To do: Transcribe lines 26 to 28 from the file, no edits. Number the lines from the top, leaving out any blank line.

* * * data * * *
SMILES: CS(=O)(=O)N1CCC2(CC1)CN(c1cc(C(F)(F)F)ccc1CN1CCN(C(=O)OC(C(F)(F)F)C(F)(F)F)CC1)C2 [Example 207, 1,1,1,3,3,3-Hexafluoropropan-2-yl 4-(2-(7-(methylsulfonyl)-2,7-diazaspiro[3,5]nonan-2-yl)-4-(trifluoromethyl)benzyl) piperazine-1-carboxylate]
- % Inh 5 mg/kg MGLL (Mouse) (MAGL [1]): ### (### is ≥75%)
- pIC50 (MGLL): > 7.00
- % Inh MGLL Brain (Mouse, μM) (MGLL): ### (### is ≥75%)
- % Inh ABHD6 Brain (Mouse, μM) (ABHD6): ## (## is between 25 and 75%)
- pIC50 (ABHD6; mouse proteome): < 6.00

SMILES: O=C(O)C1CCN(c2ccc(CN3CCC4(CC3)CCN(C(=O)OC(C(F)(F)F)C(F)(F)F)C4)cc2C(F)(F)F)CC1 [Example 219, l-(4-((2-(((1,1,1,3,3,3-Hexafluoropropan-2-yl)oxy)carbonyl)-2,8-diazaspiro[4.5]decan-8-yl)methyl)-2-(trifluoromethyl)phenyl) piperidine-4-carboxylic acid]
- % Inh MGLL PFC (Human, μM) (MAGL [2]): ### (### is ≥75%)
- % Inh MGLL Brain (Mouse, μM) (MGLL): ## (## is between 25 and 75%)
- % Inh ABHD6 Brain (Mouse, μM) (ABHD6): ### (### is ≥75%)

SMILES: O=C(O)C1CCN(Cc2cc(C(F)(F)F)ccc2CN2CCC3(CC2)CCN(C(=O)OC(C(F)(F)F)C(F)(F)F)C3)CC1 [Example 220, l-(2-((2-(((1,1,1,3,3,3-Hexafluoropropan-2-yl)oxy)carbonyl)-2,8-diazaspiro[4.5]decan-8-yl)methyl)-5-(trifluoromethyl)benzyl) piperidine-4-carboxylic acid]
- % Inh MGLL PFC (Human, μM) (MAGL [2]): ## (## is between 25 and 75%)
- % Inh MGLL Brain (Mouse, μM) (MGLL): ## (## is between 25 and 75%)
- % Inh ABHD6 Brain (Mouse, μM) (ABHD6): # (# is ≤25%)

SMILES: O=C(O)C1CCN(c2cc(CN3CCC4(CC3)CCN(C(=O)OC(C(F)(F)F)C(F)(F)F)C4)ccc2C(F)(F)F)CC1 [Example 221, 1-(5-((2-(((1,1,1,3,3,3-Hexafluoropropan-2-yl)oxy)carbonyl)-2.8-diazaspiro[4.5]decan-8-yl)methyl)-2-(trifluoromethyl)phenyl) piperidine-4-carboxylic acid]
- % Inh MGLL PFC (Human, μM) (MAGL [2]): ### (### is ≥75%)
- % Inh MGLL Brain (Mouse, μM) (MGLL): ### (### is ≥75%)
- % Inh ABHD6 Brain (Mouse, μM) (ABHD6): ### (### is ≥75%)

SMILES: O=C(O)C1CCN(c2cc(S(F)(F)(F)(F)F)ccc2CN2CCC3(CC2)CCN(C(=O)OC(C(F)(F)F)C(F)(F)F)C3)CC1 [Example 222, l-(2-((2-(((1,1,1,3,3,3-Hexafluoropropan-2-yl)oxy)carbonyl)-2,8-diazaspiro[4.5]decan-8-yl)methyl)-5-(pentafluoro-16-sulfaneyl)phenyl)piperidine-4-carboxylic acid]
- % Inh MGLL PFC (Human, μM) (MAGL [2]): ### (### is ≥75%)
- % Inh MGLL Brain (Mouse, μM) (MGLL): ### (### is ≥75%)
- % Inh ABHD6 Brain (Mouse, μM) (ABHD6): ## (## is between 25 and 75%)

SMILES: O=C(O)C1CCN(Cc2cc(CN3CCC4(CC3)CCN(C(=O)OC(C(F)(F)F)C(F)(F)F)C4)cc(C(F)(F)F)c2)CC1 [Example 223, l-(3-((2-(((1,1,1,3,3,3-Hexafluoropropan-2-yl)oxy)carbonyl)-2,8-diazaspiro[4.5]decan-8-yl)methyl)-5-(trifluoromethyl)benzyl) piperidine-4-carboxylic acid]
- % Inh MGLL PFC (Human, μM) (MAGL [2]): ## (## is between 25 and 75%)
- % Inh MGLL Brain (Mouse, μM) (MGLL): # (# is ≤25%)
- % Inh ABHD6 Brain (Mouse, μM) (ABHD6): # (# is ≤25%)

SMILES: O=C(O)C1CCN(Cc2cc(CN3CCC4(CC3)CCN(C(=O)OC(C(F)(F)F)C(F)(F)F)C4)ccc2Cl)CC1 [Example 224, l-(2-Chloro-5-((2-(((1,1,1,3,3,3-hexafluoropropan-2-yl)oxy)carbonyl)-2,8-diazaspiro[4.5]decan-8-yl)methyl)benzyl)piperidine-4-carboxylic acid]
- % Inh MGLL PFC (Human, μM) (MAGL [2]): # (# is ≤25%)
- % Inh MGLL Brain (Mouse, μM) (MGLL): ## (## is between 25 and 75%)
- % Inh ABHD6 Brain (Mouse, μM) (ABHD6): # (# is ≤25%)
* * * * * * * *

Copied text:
- % Inh ABHD6 Brain (Mouse, μM) (ABHD6): # (# is ≤25%)

SMILES: O=C(O)C1CCN(Cc2cc(CN3CCC4(CC3)CCN(C(=O)OC(C(F)(F)F)C(F)(F)F)C4)ccc2Cl)CC1 [Example 224, l-(2-Chloro-5-((2-(((1,1,1,3,3,3-hexafluoropropan-2-yl)oxy)carbonyl)-2,8-diazaspiro[4.5]decan-8-yl)methyl)benzyl)piperidine-4-carboxylic acid]
- % Inh MGLL PFC (Human, μM) (MAGL [2]): # (# is ≤25%)